simpler still

Too hot for many things: sewing among them, and when there isn’t much sewing, what is there to write about?

The unblogged.

I had 0.7 yard of this unusual (to me at least) denim look rayon fabric, which I found in a remnant bin. This is what I made out of it, with some “creative” fabric cutting decisions along the way:

helmi-bluefilter

Disclaimer: this image has been slightly dramatized with the use of a color filter for the purposes of this blog post.

The eagle-eyed among you might be able to tell that the base pattern is, again, Helmi by Named Clothing. I can’t stop making these. If I manage to get some sewing done in the coming weeks, I should be able to show you another one.

This one… had to be cut shorter than the pattern pieces (sorry, can’t remember how much shorter anymore — I was figuring it out and matching side seams on the fly). I didn’t want to sacrifice even more of the length, hence the bias tape hem.

(I used my kimono sleeve hack of the front and back pattern pieces as you can tell.)

The collar stand was cut on the cross grain because there was no other possibility unless I’d piece it from the fabric fumes I had left. And there weren’t enough of those fabric fumes for cuffs, so I went for bias tape again. Unlike the premade one I used on the hem this one was made by me, and softer because I cut it from a rayon remnant. You can’t see it when the blouse is worn, so I’m not particularly bothered by this mismatch.

The buttons were a lucky second-hand find. I’m glad I only had seven because with the top button-free, the blouse has a slightly softer, more fluid look that I think is better on me than a fully buttoned version would have been.

Helmi-blue1

Awkward modeling is an innate skill; the heat isn’t at fault.

I’ve been wearing this Helmi a lot. Hurray for remnants! They make for some creative, and fairly stress-free sewing.

What has everyone been up to?

slow everything

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Helmi tunic dress. Finally.

Hello! I’m back in the bloglands after some traveling and family time. And back with that great dilemma that every break like that brings up for me. It’s wonderful to see again what everyone’s been sewing, photographing, and writing about while I was away… But, in all honesty, it was really blissful not to keep up with it all. And not to keep others updated on what I was doing.

Thank you everyone who dropped me a line under the blog break post! Your wishes were a wonderful send-off. Here are some thoughts I’ve brought back from my trip.

When sightseeing, I would only take a few snapshots for the family, a la the limitations of yore, as if some “film” were at risk of running out in the camera. I limited texting and email to the absolutely necessary. I walked a lot. I had a notebook with me. I ended up reading a lot.

It did feel a little bit like time travel, unplugging that daily connection that we hardly perceive but use all the time. And then it stopped feeling like time travel, and I simply felt more rested, more focused, and more curious about the world. An undercurrent of mild anxiety stopped buzzing in the background.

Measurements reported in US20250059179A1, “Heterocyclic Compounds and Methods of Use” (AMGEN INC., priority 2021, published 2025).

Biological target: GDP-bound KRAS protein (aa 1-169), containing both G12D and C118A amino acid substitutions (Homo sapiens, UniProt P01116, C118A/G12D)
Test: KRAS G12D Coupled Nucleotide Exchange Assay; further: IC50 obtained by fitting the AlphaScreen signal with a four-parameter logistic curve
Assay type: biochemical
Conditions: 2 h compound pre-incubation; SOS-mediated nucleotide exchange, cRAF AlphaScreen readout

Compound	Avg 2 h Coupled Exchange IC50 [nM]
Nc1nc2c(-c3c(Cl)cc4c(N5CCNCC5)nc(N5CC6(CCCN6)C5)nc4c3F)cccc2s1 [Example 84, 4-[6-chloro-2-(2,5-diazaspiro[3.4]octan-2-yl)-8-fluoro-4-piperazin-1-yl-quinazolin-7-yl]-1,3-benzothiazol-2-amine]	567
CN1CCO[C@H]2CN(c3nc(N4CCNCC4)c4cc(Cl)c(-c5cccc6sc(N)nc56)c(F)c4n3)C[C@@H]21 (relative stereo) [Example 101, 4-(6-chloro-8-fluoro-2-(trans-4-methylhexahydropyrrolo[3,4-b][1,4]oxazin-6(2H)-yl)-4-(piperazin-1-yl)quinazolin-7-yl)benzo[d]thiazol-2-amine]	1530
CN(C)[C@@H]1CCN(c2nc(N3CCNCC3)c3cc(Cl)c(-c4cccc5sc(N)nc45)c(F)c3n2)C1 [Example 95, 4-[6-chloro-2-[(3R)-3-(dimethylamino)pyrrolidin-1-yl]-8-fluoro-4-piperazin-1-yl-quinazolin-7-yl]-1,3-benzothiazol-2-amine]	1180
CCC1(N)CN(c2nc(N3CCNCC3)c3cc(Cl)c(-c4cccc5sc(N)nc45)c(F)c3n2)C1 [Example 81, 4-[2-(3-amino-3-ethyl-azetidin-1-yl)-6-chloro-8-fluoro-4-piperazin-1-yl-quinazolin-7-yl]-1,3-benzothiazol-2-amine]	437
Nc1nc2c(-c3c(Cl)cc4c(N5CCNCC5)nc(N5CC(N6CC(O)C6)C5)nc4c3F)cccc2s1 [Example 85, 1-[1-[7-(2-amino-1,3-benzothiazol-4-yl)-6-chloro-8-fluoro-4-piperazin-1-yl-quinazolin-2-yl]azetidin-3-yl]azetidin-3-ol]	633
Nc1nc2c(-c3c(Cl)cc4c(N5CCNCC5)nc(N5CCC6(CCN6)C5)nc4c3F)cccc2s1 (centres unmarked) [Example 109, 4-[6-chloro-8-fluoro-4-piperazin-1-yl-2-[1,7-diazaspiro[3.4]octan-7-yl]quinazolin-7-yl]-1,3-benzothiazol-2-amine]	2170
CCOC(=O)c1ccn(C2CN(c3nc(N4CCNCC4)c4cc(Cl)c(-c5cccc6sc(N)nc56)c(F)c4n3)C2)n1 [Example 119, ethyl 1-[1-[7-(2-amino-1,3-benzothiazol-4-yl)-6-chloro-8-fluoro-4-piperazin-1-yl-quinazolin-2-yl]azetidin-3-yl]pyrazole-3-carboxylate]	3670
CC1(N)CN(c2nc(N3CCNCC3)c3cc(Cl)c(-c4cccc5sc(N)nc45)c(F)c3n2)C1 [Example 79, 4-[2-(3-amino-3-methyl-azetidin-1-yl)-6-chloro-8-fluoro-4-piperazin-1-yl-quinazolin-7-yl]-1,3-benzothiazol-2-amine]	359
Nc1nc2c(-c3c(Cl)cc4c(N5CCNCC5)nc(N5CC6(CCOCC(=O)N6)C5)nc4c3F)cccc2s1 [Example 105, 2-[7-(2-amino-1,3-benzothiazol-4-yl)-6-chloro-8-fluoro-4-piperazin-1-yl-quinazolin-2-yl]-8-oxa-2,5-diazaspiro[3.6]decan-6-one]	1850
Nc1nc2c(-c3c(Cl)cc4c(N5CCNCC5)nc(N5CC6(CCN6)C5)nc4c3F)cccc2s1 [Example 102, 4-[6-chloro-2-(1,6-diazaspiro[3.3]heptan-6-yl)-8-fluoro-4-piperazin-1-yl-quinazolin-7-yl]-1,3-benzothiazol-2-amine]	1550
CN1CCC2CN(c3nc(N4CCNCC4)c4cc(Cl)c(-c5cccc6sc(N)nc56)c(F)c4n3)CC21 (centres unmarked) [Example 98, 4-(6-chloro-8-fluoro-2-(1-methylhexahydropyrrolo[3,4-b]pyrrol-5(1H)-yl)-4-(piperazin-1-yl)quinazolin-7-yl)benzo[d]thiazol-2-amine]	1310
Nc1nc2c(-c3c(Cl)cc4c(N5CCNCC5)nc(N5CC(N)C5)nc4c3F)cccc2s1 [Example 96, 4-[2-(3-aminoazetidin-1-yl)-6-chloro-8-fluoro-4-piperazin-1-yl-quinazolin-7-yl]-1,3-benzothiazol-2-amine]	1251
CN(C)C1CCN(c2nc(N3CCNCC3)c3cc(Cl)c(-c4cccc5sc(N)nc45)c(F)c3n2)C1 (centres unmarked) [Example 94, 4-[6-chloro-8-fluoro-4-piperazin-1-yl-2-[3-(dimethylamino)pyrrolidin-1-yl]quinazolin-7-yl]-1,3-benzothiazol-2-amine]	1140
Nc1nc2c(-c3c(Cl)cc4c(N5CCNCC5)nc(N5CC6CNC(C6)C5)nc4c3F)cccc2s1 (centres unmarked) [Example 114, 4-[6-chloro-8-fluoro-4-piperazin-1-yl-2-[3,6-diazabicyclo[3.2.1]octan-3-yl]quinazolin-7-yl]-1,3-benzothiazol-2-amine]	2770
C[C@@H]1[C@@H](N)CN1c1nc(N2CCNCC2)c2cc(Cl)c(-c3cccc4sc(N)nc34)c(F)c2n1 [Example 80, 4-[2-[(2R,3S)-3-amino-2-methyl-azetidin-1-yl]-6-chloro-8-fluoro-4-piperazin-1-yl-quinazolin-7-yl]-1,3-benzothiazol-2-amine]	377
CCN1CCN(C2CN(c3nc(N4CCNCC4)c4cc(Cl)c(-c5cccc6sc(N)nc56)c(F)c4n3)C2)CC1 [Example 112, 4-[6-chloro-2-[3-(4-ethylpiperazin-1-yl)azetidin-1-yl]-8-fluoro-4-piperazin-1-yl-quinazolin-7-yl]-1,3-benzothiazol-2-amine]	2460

I don’t want to be the next person preaching about the benefits of slowing down. I don’t even know how well I will be able to remember what I got out of that period of unplugging.

I’ll try. I don’t think the problem lies in not knowing that you can slow down. I think it lies in the routines that carry us through every day. We get more of a temporary pleasure kick out of scrolling through online content than sitting down quietly with a book, though the latter has a more lasting calming benefit for our mind. We cherish (and remember more clearly) photos when we take them sparingly, we forget the ones we took in quick succession. But it’s all so easy to forget. It doesn’t have a snappy acronym like FOMO or the range of other fears that, likewise, have snappy acronyms that I keep googling, and as I do so I feel old and increasingly not with that next “it” that is the “it” of the quickly fleeting moment.

I’m not about to proclaim this a new trend here. I think I’ll see how well I can keep pumping the breaks on some of my routines and if that will let me accomplish some new goals. It’s probably fair to call this modest plan my attempt at kaizenI’m not starting a business, just trying to get some of my ducks out of the woods and in a row.

In the meantime, I will have some slow-paced (ha!) catch up posts for you on things I made before the trip.

But here’s one I made when I got back, still pretty jet-lagged.

helmi-dress-stripes

I had this fabric sitting in my stash for over a year. I bought it at a store with second-hand fabric, yarn, and notions. It was probably donated to the store, so it was unlabeled and on the bargain fabric pile. It feels like cotton, somewhat crisp. I don’t wear stripes too often and it took me a very long time to figure out what I could use this fabric for.

I can’t remember the exact inspiration, but I think I saw a garment somewhere (on the street? on Pinterest?) that used horizontal stripes that balanced vertical stripes in this way, and that’s when I knew it would be a Helmi dress.

I went for my kimono sleeve hack first tried here. Once again I opted also for the simplified button placket. It seems to me that the buttons make a good visual interruption to all the stripes.

Since I’m quite a few inches shorter than what Named Clothing drafts for, I shortened  the bodice and skirt by 1.5 cm. And, in a bout of masochism, I finished the hem and the sleeve cuffs by hand. And that would be it. I’m wondering whether to insert elastic into the waist seam. I’m not in love with the boxy silhouette of the unbelted dress. I think it looks pretty cool on the model here but on me I feel like it completes the look of a clueless person desperately googling “FOMO.” Thoughts?

This project is my third one in the #sewtogetherforsummer challenge on Instagram. Many thanks to Monika, Sarah, and Suzy for making this such a wonderful, inspiring, and welcoming sewing challenge.

I wish you all happy summer sewing and till next time.

dark and stormy

Homage to the sky before a storm with these fabric choices. My shirtmaking adventures continue, still with the Helmi pattern from Named Clothing. Stormy skies but still none of those trench elements… Those may not be for me, but this pattern is easy to pare down and that basic version is a gift that keeps on giving. I needed to stop myself from cutting out yet another one in favor of catching up with other projects, and blogging these two 😀

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My first Helmi was a good trial run. Here, I opted for a single-fold button placket. My fabric was narrow and I wanted to squeeze out the pattern pieces as efficiently as possible. (That strategy isn’t always smart, by the way.)

The fabric is a buttery soft rayon. It’s a light and somewhat tricky fabric. I stabilized both the front and the back of the placket, and both parts of the collar and collar stand. I wanted these to be stable and durable but not too stiff, so I used a lightweight fusible interfacing.